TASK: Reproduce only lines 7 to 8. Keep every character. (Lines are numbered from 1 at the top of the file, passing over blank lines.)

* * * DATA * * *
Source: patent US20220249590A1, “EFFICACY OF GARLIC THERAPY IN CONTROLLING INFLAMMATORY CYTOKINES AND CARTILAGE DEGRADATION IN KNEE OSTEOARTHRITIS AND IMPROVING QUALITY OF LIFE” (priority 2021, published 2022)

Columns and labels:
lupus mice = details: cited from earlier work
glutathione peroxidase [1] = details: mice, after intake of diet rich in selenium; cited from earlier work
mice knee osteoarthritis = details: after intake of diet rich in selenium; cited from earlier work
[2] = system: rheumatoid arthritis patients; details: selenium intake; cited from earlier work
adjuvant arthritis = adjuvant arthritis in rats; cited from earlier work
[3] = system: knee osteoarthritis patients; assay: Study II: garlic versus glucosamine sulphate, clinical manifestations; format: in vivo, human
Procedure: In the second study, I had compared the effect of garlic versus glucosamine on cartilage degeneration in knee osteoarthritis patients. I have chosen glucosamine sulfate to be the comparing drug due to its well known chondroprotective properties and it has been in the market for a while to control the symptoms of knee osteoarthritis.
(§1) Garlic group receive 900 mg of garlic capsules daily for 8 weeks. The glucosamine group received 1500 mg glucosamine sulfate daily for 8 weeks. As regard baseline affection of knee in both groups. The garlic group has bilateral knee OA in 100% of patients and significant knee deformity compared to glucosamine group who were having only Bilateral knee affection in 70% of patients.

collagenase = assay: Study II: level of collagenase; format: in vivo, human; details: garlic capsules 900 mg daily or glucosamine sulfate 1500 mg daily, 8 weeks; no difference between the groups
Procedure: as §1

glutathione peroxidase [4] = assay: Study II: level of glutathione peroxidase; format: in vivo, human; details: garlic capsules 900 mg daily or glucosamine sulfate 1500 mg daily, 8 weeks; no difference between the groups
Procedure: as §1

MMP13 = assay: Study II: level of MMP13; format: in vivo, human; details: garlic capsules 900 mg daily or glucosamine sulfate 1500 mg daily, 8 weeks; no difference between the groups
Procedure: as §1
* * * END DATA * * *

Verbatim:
adjuvant arthritis = adjuvant arthritis in rats; cited from earlier work
[3] = system: knee osteoarthritis patients; assay: Study II: garlic versus glucosamine sulphate, clinical manifestations; format: in vivo, human